Bashir imposed a three-month state of emergency last Sunday and dissolved parliament in a bid to sideline his former ally Hassan al-Turabi, speaker of parliament and secretary-general of the ruling National Congress Party.
Sudan on Thursday extended a deadline for the return of thousands of South Sudanese to their country until May 20, a government news agency reported.
The Sudan Media Centre said there are up to 15 000 South Sudanese stranded in Sudan’s White Nile State along the border of the two feuding neighbours.
Khartoum’s decision came after the International Organisation for Migration (IOM) said this month that it cannot meet an earlier deadline for South Sudanese to leave the north.
The South Sudanese authorities have received rare praise from the UN for an improvement in the security situation in Wau province in South Sudan which has allowed fleeing refugees to return.
“I am pleased to see that the local authorities, the police and national security have worked to improve the security environment,” said the Special Representative of the UN Secretary-General to South Sudan, David Shearer, according to a Thursday press release.
On a visit to the world’s newest country Shearer pointed out that Wau could serve as a role model for other parts of the country where displacement rose so far this year.
A senior United States diplomat has urged leader of the various African countries to put pressure on South Sudan’s political leaders to enable them end the ongoing civil war.
“We think there is more our African colleagues can and should be doing at this point, especially in terms of focusing on leadership, that from our point of view is behaving in a way that is very irresponsible,” Reuters quoted Tom Shannon, U.S. under-secretary for political affairs at the State Department while speaking at the sidelines of a U.S-African Partnerships event at the U.S. Institute of Peace on Thursday.
The conflict in South Sudan broke out in December 2013 following political disagreements within the ruling Sudan People’s Liberation Movement (SPLM). The civil war has displaced over 2 million people.
The United Nations Security Council voted on Tuesday to keep peacekeepers in Western Sahara for six more months, but shunned a plea that Morocco do more to safeguard human rights in the territory after France objected.
A resolution adopted unanimously by the 15-nation council proposed no new substantive steps for resolving Africa’s oldest territorial dispute, instead simply reaffirming the UN body’s support for a solution that would “provide for the self-determination of the people of Western Sahara”.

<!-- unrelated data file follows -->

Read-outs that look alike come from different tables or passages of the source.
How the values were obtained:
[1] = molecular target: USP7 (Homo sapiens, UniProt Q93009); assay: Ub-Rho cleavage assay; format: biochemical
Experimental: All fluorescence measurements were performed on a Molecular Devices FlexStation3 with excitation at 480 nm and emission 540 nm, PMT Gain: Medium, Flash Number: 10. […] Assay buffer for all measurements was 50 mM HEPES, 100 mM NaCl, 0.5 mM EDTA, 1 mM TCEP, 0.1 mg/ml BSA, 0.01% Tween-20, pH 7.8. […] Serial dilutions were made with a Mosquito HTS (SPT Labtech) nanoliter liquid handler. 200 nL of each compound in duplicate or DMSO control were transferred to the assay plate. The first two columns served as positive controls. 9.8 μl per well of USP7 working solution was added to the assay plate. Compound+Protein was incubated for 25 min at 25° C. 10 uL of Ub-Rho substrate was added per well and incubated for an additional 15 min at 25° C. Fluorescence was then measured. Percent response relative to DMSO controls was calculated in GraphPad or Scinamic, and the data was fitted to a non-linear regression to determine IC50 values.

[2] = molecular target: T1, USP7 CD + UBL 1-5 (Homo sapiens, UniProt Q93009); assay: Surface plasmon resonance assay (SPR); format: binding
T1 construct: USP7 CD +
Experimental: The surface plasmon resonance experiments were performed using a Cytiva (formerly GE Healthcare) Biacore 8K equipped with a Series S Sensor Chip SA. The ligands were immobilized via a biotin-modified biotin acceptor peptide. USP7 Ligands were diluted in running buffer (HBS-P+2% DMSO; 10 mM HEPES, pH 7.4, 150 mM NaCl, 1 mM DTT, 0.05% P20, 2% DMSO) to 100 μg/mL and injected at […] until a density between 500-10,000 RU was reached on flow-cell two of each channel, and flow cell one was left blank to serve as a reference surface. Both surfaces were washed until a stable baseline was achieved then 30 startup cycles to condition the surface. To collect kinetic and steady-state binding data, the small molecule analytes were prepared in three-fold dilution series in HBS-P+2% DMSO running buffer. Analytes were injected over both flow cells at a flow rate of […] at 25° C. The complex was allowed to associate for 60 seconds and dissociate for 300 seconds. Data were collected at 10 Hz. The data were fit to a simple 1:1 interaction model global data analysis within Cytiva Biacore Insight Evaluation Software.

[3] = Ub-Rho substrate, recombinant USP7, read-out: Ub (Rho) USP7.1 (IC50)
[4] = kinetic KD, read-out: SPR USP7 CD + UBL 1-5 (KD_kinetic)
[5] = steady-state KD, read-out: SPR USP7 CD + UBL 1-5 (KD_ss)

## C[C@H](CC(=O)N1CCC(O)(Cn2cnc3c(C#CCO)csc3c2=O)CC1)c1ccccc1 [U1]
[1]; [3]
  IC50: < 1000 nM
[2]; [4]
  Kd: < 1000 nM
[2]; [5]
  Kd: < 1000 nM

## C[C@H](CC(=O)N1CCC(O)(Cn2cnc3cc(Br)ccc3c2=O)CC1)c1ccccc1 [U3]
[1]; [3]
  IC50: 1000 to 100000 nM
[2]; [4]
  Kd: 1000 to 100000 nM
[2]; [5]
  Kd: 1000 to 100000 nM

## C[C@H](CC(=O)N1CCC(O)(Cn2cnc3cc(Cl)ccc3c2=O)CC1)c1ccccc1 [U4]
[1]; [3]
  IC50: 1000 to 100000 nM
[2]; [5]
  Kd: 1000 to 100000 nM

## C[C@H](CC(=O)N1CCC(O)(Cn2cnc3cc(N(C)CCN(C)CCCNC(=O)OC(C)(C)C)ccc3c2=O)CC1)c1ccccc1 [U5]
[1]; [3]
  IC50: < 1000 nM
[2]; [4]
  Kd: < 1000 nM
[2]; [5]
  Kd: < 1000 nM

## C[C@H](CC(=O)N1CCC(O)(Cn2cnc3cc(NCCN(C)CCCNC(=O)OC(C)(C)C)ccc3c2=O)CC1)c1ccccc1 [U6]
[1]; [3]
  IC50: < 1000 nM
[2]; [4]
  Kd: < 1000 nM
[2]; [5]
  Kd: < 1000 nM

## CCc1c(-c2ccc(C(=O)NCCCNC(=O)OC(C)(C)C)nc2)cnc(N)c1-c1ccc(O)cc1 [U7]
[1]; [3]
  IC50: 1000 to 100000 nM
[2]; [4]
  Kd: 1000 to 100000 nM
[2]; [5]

Diplomats said France alone had initially objected to a Danish proposal that the resolution express concern about human rights violations by Morocco in the north-west African territory of 260 000 people
Speaking during the Committee’s meeting on Monday during which the question of Western Sahara was examined, Omar Hilale said that the issue should no longer remain on the Committee’s agenda because it goes against the UN’s charter.
The Moroccan representative suggested that the issue of Western Sahara should have ceased to be on the Committee’s agenda since 1988, when the UN Security Council took over in dealing with this question.
Hilale pointed to paragraph 1, article 12 of the UN’s charter. The paragraph says that “While the Security Council is exercising in respect of any dispute or situation the functions assigned to it in the present Charter, the General Assembly shall not make any recommendation with regard to that dispute or situation unless the Security Council so requests.”
Morocco World News
The small southern Africa kingdom of Swaziland has resumed its search for a hangman after six churchgoers were sentenced to death this week, according to a press report on Sunday.
High Court Judge Stanley Maphalala on Wednesday sentenced six members of the Red Gown Zionist religious sect to hang, prompting a new search for an executioner by the Swazi authorities, the Sunday World newspaper said.
The six, five men and a woman aged between 26 and 34, were found guilty of butchering a priest from another church and his wife in March 1997, after accusing the couple of bewitching them, the Johannesburg paper said.
One of Swaziland’s 11 queens has poured cold water on hopes for democratic reform in sub-Saharan Africa’s last absolute monarchy, saying King Mswati III would remain fully in charge under a new constitution.
Queen LaMbikiza, in a rare interview with a Swazi newspaper on Thursday, warned Swazis not to expect opposition parties or a change in the status of her husband’s absolute monarchy.